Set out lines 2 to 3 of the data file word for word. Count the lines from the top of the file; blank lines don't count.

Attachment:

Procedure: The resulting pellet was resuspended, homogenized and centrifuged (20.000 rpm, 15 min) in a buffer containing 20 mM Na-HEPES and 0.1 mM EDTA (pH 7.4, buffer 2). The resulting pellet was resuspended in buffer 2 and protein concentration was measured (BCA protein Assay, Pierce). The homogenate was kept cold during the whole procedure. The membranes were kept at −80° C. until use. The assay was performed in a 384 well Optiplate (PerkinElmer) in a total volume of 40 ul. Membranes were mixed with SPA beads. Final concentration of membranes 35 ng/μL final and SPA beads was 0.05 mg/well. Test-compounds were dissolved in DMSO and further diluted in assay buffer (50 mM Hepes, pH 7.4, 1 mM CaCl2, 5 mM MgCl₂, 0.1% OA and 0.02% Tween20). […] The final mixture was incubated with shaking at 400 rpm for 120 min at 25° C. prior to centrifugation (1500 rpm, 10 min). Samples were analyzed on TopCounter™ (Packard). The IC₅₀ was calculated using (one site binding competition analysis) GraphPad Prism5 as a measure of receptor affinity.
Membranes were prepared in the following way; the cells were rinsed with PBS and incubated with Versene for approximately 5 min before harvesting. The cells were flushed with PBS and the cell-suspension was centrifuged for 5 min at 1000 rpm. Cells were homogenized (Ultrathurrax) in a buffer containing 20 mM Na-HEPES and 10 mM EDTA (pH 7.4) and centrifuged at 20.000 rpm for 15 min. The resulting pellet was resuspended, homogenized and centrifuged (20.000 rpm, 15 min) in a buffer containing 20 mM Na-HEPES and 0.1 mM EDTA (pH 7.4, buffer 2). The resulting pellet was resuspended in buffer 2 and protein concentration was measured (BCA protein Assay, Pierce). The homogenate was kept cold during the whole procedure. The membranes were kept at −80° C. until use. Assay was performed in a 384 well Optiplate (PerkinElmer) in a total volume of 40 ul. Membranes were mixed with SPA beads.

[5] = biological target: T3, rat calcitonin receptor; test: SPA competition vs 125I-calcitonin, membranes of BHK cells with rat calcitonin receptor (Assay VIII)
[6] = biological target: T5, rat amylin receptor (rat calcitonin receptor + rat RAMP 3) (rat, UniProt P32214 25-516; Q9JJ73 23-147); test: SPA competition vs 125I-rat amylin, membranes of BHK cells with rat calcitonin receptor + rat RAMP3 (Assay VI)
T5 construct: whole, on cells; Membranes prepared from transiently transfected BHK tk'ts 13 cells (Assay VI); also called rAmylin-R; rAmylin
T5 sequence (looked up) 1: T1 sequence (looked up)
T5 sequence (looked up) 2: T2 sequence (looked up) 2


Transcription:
Membranes were prepared in the following way; the cells were rinsed with PBS and incubated with Versene for approximately 5 min before harvesting. The cells were flushed with PBS and the cell-suspension was centrifuged for 5 min at 1000 rpm. Cells were homogenized (Ultrathurrax) in a buffer containing 20 mM Na-HEPES and 10 mM EDTA (pH 7.4) and centrifuged at 20.000 rpm for 15 min. The resulting pellet was resuspended, homogenized and centrifuged (20.000 rpm, 15 min) in a buffer containing 20 mM Na-HEPES and 0.1 mM EDTA (pH 7.4, buffer 2). The resulting pellet was resuspended in buffer 2 and protein concentration was measured (BCA protein Assay, Pierce). The homogenate was kept cold during the whole procedure. The membranes were kept at −80° C. until use. Assay was performed in a 384 well Optiplate (PerkinElmer) in a total volume of 40 ul. Membranes were mixed with SPA beads.

[5] = biological target: T3, rat calcitonin receptor; test: SPA competition vs 125I-calcitonin, membranes of BHK cells with rat calcitonin receptor (Assay VIII)